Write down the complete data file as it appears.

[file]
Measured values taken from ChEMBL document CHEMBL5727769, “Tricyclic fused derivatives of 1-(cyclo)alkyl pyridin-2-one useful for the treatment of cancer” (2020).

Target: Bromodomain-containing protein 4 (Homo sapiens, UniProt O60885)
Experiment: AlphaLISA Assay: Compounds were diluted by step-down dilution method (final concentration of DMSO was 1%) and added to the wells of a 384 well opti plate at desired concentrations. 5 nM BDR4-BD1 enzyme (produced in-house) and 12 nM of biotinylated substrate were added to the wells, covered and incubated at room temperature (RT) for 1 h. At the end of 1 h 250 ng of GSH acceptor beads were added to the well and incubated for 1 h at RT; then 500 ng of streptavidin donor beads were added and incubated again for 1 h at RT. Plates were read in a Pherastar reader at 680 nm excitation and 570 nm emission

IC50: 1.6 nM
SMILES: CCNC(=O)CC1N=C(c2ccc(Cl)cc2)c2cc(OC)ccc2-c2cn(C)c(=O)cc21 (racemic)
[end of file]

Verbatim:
Measured values taken from ChEMBL document CHEMBL5727769, “Tricyclic fused derivatives of 1-(cyclo)alkyl pyridin-2-one useful for the treatment of cancer” (2020).

Target: Bromodomain-containing protein 4 (Homo sapiens, UniProt O60885)
Experiment: AlphaLISA Assay: Compounds were diluted by step-down dilution method (final concentration of DMSO was 1%) and added to the wells of a 384 well opti plate at desired concentrations. 5 nM BDR4-BD1 enzyme (produced in-house) and 12 nM of biotinylated substrate were added to the wells, covered and incubated at room temperature (RT) for 1 h. At the end of 1 h 250 ng of GSH acceptor beads were added to the well and incubated for 1 h at RT; then 500 ng of streptavidin donor beads were added and incubated again for 1 h at RT. Plates were read in a Pherastar reader at 680 nm excitation and 570 nm emission

IC50: 1.6 nM
SMILES: CCNC(=O)CC1N=C(c2ccc(Cl)cc2)c2cc(OC)ccc2-c2cn(C)c(=O)cc21 (racemic)